Nonetheless, certain important topics such as healthcare, culture, and the protection of the Environment were left untouched. This could have been a good platform to raise certain controversial topics. Pablo Iglesias used this opportunity to address scandalous matters such as corruption and revolving doors in regards to both the People’s Party and the Socialist Party. The other parties, for example, lost the opportunity to ask Mr. Iglesias about why he had not shown his support for the victory of the opposition in Venezuela.
The Climax of the Debate
Despite social weariness with politicians, this debate was followed by approximately 9.2 million viewers, which represent a 48.2 % of the total share. This interest was on account of the fact that voters wanted to listen to what these politicians had to say. However, not much new came out of this debate. The public already knew most of the ideas and candidates just stated electoral promises that they did not explain how they would apply them. In addition, since the debate was made up by four participants there was not enough time to approach the topics profoundly. Since the topics were not treated with enough consistency it is likely that it did not change or determine many votes. These debates just seem to reaffirm each individual’s previous opinions. Furthermore, certain analysts consider that this type of screened debate is not useful to gain votes due to ideas but only through political and personal marketing.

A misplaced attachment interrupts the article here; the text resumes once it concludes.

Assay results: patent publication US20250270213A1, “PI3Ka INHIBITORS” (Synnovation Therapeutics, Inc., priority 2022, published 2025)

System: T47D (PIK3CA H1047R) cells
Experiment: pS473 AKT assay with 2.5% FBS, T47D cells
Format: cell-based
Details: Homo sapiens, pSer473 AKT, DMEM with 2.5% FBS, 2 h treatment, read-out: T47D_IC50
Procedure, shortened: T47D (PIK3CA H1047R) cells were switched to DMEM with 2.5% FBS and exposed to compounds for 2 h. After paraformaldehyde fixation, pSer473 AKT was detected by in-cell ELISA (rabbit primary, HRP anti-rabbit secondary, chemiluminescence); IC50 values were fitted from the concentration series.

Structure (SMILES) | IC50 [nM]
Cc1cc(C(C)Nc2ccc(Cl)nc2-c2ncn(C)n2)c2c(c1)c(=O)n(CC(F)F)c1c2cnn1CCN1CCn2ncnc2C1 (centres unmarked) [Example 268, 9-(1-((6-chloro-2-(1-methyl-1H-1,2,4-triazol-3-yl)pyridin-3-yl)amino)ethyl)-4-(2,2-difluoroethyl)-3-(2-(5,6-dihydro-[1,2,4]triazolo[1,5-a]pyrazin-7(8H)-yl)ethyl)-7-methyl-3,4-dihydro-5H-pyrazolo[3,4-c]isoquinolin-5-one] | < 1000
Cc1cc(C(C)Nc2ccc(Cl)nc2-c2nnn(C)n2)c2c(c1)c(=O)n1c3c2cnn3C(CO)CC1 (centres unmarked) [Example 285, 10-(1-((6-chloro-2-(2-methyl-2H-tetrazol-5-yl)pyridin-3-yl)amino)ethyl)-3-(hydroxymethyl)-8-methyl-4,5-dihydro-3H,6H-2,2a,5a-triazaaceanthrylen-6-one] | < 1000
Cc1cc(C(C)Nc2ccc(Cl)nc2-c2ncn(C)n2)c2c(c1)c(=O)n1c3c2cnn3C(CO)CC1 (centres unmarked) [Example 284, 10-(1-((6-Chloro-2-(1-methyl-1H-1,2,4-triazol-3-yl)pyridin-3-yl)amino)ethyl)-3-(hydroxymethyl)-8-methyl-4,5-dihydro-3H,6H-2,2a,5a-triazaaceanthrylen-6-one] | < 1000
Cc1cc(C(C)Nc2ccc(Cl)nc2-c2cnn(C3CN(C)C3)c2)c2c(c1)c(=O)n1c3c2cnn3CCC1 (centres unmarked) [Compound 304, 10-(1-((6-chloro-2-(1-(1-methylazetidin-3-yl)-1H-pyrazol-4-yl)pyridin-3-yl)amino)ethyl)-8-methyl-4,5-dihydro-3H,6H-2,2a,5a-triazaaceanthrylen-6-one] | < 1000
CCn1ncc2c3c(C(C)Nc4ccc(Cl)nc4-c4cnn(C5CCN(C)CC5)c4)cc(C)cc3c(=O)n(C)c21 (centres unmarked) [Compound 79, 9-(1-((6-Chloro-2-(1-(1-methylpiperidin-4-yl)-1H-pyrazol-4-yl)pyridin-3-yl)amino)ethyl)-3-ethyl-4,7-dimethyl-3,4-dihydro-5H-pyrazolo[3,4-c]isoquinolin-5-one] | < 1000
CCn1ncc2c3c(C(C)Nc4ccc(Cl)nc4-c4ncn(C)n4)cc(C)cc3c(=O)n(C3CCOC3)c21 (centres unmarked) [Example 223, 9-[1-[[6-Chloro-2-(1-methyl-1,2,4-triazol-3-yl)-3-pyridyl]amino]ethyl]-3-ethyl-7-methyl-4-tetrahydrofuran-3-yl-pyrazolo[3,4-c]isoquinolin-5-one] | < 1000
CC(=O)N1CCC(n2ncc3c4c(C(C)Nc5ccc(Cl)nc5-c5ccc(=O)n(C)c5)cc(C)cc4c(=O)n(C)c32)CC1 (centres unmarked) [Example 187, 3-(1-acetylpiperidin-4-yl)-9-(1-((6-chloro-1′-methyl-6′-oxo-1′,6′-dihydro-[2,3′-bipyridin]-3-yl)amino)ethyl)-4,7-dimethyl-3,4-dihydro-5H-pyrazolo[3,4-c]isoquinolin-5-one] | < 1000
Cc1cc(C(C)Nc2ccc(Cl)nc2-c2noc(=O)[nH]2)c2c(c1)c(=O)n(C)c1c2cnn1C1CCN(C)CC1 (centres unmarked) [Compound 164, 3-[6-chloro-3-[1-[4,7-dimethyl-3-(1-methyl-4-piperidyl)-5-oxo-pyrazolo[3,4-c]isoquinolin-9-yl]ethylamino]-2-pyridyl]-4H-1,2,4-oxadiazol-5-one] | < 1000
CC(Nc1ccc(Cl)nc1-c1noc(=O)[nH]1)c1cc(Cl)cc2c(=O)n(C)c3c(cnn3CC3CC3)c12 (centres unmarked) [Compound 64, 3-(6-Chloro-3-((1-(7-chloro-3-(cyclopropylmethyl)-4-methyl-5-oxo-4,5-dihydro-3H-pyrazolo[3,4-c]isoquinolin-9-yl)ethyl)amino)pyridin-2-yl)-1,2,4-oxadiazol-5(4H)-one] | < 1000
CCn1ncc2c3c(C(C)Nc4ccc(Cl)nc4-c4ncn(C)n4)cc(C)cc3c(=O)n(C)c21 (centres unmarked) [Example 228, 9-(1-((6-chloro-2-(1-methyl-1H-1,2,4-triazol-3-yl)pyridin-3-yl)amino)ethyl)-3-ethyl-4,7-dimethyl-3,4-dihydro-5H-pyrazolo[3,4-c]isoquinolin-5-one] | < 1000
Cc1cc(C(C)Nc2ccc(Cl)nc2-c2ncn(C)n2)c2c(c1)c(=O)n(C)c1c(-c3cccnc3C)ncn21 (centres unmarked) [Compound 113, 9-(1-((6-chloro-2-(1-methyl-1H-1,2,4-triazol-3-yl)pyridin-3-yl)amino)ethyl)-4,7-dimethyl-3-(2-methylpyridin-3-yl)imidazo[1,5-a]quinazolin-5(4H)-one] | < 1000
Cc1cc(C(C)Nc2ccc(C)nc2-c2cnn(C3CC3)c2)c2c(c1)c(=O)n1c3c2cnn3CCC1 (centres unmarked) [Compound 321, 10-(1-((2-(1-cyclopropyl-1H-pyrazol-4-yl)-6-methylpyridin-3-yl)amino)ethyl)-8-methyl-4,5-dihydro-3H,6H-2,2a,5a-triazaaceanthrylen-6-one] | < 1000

Overall, most citizens are disenchanted with traditional political parties. Especially derived by the numerous corruption scandals and that politicians are viewed as an isolated group who is not in contact with the people and therefore do not know their day to day problems and, hence, cannot fix them. However, there are still people that vote for these “traditional parties” because they are scared, or do not trust, the new ones since they have no real governing experience or are considered too extremist, as is the case of Podemos. There are also those who consider them the legitimate best option to govern Spain.
The debate had no clear winners. Most political commentators ranged from Soraya Saénz de Santamaria and Pablo Iglesias as winners. Nevertheless, there seemed to be a larger consensus on the fact that Pedro Sánchez had lost the debate. Despite its claim to be the “definitive debate” it was followed by two other televised encounters. On 9 December the Spanish National Television (TVE) hosted a debate in which 9 political parties were invited and on 14 December there is another debate scheduled between Mariano Rajoy and Pedro Sánchez.